Yes, you can read to babies. Through “Small Talk,” Iowa State University Extension and Outreach, the Ames Public Library and Raising Readers in Story County are helping parents build literacy skills in very young children.
“Our goal is to enrich children’s early experiences through parent education and community programs,” said Constance Beecher, family literacy extension specialist and assistant professor in Iowa State’s School of Education.
“Small Talk” is a series of free classes for parents of children up to 30 months of age. The community-based program shows parents how they can create a rich language environment to help their child’s brain develop. During the classes, parents receive direct instruction, watch educational videos and participate in small group discussions. Then they take what they learn in class, and practice at home.
Beecher and her colleagues are encouraging parents to begin reading – and talking – to their children when they are babies, because research shows that 80 percent of children’s brain development occurs from birth to age 3.
Why talk to babies?
Many parents overestimate how much they talk to their children, because from an adult perspective, they talk all day long, Beecher said.
“But overheard talk really doesn’t help child development. You have to be interacting with that child to impact language development,” Beecher said.
In addition, “parents underestimate the importance of talking to infants who don’t talk back,” Beecher said. But when their parents talk directly to them, babies listen and are able to learn.
In the “Small Talk” program, parents learn the importance of talking and reading to their babies and young children.
“They learn how babies’ brains develop, and the impact of different things that they do on children’s brain development. Then we teach them some really simple talking and interacting strategies that they can use at home,” Beecher said.
Measuring literacy with technology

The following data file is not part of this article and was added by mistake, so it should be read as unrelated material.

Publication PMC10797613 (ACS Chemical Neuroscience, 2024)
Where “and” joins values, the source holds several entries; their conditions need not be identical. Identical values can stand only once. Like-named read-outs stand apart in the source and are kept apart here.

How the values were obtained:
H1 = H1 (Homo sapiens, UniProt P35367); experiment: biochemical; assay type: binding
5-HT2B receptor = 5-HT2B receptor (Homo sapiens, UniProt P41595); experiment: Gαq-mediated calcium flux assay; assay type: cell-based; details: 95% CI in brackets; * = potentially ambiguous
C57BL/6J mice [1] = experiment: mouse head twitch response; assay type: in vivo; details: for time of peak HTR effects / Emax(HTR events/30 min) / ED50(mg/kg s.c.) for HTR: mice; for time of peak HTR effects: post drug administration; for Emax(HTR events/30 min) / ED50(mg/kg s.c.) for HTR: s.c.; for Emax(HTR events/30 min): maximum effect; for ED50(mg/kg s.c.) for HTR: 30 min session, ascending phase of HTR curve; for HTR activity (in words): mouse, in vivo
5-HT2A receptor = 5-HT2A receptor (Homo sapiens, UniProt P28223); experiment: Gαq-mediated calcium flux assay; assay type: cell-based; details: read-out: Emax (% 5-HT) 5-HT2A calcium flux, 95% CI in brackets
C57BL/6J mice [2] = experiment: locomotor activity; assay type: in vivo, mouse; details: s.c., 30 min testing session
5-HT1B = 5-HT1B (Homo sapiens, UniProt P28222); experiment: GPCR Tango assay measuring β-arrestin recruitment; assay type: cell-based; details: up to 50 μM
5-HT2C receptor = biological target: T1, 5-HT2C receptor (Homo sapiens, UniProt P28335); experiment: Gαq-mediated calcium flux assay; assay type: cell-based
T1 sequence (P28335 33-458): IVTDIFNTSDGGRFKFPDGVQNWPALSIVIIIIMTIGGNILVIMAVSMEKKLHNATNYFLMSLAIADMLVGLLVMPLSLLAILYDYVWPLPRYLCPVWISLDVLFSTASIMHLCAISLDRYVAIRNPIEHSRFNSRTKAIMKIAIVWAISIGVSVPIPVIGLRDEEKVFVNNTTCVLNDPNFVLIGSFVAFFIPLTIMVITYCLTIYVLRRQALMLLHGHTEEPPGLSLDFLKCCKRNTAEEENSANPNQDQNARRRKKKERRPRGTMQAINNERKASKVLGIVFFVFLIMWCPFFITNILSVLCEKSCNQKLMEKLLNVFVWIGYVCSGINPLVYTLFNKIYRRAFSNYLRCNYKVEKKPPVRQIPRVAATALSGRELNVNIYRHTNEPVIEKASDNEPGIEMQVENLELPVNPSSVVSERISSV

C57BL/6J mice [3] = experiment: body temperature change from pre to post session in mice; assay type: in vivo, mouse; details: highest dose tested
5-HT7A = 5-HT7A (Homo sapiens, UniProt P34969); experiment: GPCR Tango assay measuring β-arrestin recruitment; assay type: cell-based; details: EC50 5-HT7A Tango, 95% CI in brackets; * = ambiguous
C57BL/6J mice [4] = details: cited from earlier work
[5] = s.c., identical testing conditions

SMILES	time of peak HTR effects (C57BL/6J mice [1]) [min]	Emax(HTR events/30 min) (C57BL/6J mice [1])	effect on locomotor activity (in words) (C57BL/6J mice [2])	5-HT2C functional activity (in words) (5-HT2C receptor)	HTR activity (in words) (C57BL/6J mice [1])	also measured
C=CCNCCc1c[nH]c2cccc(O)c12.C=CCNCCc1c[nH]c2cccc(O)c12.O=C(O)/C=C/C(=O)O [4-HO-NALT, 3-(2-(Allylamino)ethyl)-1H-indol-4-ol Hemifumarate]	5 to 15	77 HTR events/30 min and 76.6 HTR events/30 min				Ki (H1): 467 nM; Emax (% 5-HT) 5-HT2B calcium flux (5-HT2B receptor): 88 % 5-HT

The parents in “Small Talk” use technology from the LENA Research Foundation to collect data on how much they read and talk to their child at home.
“It’s a small, digital recorder that the child wears and it records the amount of talk that parents direct toward that child. We use that to give feedback to the parents,” Beecher said.
Each week, after the parents return their recorders and the data are collected, they get a report showing how many words they spoke directly to their child during the day and how many conversations they had. The report also shows how many minutes of reading time they had with their child, as well as how much TV time. Charts and bar graphs help parents see how they are building literacy skills in their child.
Early literacy refers to the skills that a child must acquire before formal reading; “all of these little skills that lead up to readiness to learn to read in kindergarten,” Beecher said.
“That involves oral language development, which is vocabulary, understanding the meanings of a variety of words. It involves understanding the sounds of language, things like words that rhyme and being able to count syllables,” Beecher said.
“Some people talk about early literacy as just preschool, the time right before kindergarten. But my message is: Early literacy starts when you bring the baby home from the hospital,” Beecher said.
‘Literacy is everybody’s job’
“Small Talk” is an example of how Iowa State University Extension and Outreach connects the needs of Iowans with university resources and research.
Some communities have local organizations that can address early literacy, but many communities do not. If ISU Extension and Outreach wasn’t working on early literacy, “then it would be left up to each community to do whatever they had the capacity for. We’d have some communities where families and kids get this really good start, and then we’d have communities where they don’t. And that’s certainly not the kind of state that we want,” Beecher said.
“There is no more important citizen of Iowa than a child. If we don’t have children at kindergarten ready to learn, then we have higher rates of special education referrals, and we have low motivation and we can have behavior problems. Retention is expensive; it’s costly in terms of dollars and in terms of children’s self-esteem,” Beecher said.
“Literacy is not just the teacher’s job. It’s not just the parents’ job. It’s everybody’s job in a community. It only helps us as a society to have children be ready to learn and be literate,” Beecher said.
“Read to your child every day in a wide variety of books. And then also have really good conversations with your child every day about things that are happening in your life,” Beecher said.
Iowans who are interested in bringing “Small Talk” to their community may contact Constance Beecher at email@example.com.
Contact: Constance Beecher, Human Sciences Extension and Outreach, 515-294-4512, firstname.lastname@example.org.
Writer: Laura Sternweis, Advancement, 515-294-0775, email@example.com
Small Talk Story County Wins First Place and $10,000 in 2017 Library Awards for Innovation
Small Talk Story County — a collaboration between Ames Public Library, Raising Readers in Story County, and Iowa State University — captured first place and will receive a $10,000 grant in Penguin Random House's Library Awards for Innovation. See the news release.